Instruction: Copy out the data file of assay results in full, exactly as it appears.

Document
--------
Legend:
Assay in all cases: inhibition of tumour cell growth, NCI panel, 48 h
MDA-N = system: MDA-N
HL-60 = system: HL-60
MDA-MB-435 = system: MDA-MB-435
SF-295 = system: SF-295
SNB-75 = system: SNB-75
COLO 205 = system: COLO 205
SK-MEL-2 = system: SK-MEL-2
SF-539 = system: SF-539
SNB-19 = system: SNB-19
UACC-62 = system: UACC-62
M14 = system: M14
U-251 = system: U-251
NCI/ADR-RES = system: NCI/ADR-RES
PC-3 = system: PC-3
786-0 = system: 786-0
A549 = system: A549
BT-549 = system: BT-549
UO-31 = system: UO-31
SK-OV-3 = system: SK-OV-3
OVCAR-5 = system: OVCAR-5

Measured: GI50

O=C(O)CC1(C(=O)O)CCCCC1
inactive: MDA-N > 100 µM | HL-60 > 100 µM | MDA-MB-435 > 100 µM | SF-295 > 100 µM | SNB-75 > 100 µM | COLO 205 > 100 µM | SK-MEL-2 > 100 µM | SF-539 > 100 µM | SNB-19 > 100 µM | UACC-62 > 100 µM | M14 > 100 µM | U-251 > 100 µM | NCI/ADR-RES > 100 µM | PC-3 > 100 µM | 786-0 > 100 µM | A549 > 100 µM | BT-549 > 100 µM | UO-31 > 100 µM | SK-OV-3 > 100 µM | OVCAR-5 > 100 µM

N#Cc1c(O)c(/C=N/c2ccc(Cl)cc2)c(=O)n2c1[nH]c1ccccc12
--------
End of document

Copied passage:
Legend:
Assay in all cases: inhibition of tumour cell growth, NCI panel, 48 h
MDA-N = system: MDA-N
HL-60 = system: HL-60
MDA-MB-435 = system: MDA-MB-435
SF-295 = system: SF-295
SNB-75 = system: SNB-75
COLO 205 = system: COLO 205
SK-MEL-2 = system: SK-MEL-2
SF-539 = system: SF-539
SNB-19 = system: SNB-19
UACC-62 = system: UACC-62
M14 = system: M14
U-251 = system: U-251
NCI/ADR-RES = system: NCI/ADR-RES
PC-3 = system: PC-3
786-0 = system: 786-0
A549 = system: A549
BT-549 = system: BT-549
UO-31 = system: UO-31
SK-OV-3 = system: SK-OV-3
OVCAR-5 = system: OVCAR-5

Measured: GI50

O=C(O)CC1(C(=O)O)CCCCC1
inactive: MDA-N > 100 µM | HL-60 > 100 µM | MDA-MB-435 > 100 µM | SF-295 > 100 µM | SNB-75 > 100 µM | COLO 205 > 100 µM | SK-MEL-2 > 100 µM | SF-539 > 100 µM | SNB-19 > 100 µM | UACC-62 > 100 µM | M14 > 100 µM | U-251 > 100 µM | NCI/ADR-RES > 100 µM | PC-3 > 100 µM | 786-0 > 100 µM | A549 > 100 µM | BT-549 > 100 µM | UO-31 > 100 µM | SK-OV-3 > 100 µM | OVCAR-5 > 100 µM

N#Cc1c(O)c(/C=N/c2ccc(Cl)cc2)c(=O)n2c1[nH]c1ccccc12